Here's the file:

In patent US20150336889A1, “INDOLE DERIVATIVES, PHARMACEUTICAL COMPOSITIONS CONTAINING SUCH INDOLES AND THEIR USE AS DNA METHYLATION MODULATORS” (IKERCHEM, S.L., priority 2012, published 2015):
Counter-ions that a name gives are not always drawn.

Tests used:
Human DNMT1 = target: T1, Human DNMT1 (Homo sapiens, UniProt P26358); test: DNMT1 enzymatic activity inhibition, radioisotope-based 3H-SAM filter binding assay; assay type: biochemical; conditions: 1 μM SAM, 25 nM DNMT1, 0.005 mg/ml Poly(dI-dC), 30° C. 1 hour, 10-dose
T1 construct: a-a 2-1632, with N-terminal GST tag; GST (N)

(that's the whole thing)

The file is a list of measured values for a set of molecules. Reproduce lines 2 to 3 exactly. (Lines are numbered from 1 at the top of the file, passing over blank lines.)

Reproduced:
Counter-ions that a name gives are not always drawn.

Tests used: